Takatapui Condom Wallet Tekaha Ending HIV Culture Article

Noho Haumaru (Stay Safe) with the New Takatāpui Condom Wallet

Takatapui Condom Wallet Tekaha Ending HIV Culture Article

Noho Haumaru (Stay Safe) with the New Takatāpui Condom Wallet

Representation is a powerful thing. If people don’t see themselves, or who they want to be, reflected in the things Burnett Foundation Aotearoa creates, then we’re not going to be able to support them effectively.

We know that having a good first experience with condoms sets a person up for more consistent condom-use throughout their sexual lives. So, when we were told that young Māori, especially Takatāpui tāne, weren’t seeing themselves in the packaging of our condoms, we knew we needed to do better.

The stats for 2018 also showed a concerning increase in new HIV diagnoses among Māori MSM (men who have sex with men). While this is not yet a trend, it’s something we want to ensure we’re addressing and work toward equitable health outcomes for Māori.

We partnered with Te Kaha o te Rangitahi (Te Kaha) to deliver a competition that would redesign our condom wallets to one that included our takatāpui community.

Te Kaha judged the entries and selected the design you can now see on 100,000 free Ending HIV condoms around the country.

Te Kaha’s Whaea Chrissy says the hope for these wallets is that people will see themselves reflected in them and be empowered by them.

“My hope is that each individual who comes across this wallet feels empowered to be who they want to be and each creative person sees that it is possible to create something and have all of Aotearoa see it and have it on display. People will also get to see the collaboration between Te Kaha o Te Rangatahi and Burnett Foundation Aotearoa.

“For some of our young takatāpui whānau, it could give a sense of belonging for them. Those of our takatāpui whanau who have yet to announce their being so to their own or the world, those who don’t feel like they belong or who are struggling to find resources in their communities, those who have been themselves for a long time but not knowing where else to find resources that resonate with them – this could really empower a person to be what they want to be, encourage safer sex lifestyles and be open to have conversations.”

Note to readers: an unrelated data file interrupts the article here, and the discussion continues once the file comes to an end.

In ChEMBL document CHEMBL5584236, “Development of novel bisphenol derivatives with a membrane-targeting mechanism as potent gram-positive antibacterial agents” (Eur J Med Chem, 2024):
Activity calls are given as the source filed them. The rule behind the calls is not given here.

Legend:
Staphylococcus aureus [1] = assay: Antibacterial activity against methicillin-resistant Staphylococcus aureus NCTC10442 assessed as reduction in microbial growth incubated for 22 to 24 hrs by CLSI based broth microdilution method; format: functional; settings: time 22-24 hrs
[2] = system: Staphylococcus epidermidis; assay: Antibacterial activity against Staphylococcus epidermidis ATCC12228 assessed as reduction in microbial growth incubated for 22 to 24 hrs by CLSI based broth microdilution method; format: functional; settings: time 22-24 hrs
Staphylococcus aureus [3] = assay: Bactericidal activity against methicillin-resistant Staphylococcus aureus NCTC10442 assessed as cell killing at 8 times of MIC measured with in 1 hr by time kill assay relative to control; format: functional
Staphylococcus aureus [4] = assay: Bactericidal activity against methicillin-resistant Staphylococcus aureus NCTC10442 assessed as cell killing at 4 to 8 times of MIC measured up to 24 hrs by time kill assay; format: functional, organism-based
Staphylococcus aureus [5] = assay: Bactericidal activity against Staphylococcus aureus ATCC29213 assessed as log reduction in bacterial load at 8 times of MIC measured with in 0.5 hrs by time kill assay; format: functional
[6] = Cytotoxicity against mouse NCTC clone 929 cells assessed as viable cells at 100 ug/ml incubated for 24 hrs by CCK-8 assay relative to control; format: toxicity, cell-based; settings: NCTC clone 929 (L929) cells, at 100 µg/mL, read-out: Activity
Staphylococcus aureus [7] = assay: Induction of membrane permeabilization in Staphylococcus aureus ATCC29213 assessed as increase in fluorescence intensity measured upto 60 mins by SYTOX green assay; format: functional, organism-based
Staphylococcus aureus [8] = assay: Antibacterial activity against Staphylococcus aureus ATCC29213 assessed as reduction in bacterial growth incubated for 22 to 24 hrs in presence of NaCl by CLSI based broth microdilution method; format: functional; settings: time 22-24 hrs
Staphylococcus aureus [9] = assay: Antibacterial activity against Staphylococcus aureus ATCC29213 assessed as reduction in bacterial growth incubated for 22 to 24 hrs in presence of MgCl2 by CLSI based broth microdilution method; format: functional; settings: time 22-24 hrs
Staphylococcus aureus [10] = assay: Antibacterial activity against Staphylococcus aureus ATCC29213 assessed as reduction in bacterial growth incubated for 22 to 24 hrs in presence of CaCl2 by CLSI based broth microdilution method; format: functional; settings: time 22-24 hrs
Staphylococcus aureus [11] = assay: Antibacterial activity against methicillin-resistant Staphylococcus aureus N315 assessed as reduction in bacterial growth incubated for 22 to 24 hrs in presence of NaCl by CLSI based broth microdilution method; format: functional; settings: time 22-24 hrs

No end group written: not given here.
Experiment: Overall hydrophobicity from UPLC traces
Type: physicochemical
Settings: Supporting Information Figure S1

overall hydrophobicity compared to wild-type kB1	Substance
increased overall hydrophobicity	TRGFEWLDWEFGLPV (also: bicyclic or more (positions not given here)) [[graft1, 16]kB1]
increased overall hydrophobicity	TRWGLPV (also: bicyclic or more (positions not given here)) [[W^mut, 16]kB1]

Winning designer Jackson Whitham said his inspiration for the design came from elements of nature in Aotearoa and the importance of the colour red in traditional Māori design as well as a symbol of HIV and AIDS awareness.

“Some thoughts around my design and use of the koru and pikopiko was for two reasons. I think that using the koru with pikopiko shoots symbolised to me new beginnings, growth and strength I think this forms a good foundation for the purposes of targeting this campaign to our takatāpui community and the overall goal of the NZ AIDS Foundation [now Burnett Foundation Aotearoa] to end new HIV transmissions by 2025. I think the formation and placement of the koru design on the flaps are placed in a way that I see them as people, interacting with each other and also forming the shape of a heart.

“My reason for using this specific colour theme is that I think it immediately resonates as a colour combination often used in Māori design - The Tino Rangatiratanga flag is a great example of this. Using predominantly red was also tied to the fact that this is recognised worldwide as the colour for HIV and AIDS awareness.”

Now users are greeted by, “kia ora kōrua / hello you two” and this condom wallet will equip young reo speaking guys (and English speakers alike) with the know-how and tools they need be noho haumaru (staying safe). The design of the wallet includes messages of consent and correct condom use that will help even the newest newbie to safely negotiate a sexual encounter without risk of HIV transmission.

We hope this small step is helping to empower young Takatāpui tāne to play safe and help a few pākehā learn te reo while we’re at it.

Check out the guide below to learn how to play safe and keep an eye out for these condoms.

Anei ētahi tohutohu mōu kia pai atu tōu wā

Instructions for a good time 

  1. Pātai atu mena e whakae ana e to hoa ki te mahi ai. Ki te kore to hoa e whakautu ma te “Āe!”, waiho tēnei pūkoro-ure mō tētahi wā ānō.
    Ask your partner if they want to have sex. If you don’t hear a “Yes!”, save this condom for another time.

  2. Mā ou matimati tēnei tatai e puare (kaua ma ou niho, kei pakaru te pūkoro-ure).
    Open the packet with your fingers (teeth may damage the condom).

  3. Tirohia mena e tika ana te whakatakotoranga o te pūkore-ure.
    Ensure the condom is the right way up.

  4. Whakataungia te pūkoro-ure ki runga i tō ure, kotētia te pūkoro-ure kia puta ai te hau.
    Put the condom on the head of your penis and squeeze any air out of the tip

  5. Whakahekea te katoa o te pūkoro-ure, tae noa ki te ure-papa.
    Roll the condom all the way down to the base of your penis.

  6. Kia kaua te pūkoro-ure e pakaru, whakamahia i te maene wai, i te maene takawai hoki. Miria te maene ki runga i te pūkoro-ure.
    Use water-based or silicone-based lube to help prevent the condom from breaking. Apply to the outer side of the condom, not the inside.

  7. Ina ka mutu koe, i mua i tou maunu, me puritia e koe ki te wahanga o te pukoro-ure e tata ana ki te ure-papa. Taponatia i te pukoro-ure, a, whiua ki te rāpihi.
    When you’ve finished, hold on to the base of the condom before pulling out. Tie a knot at the base and throw it away.

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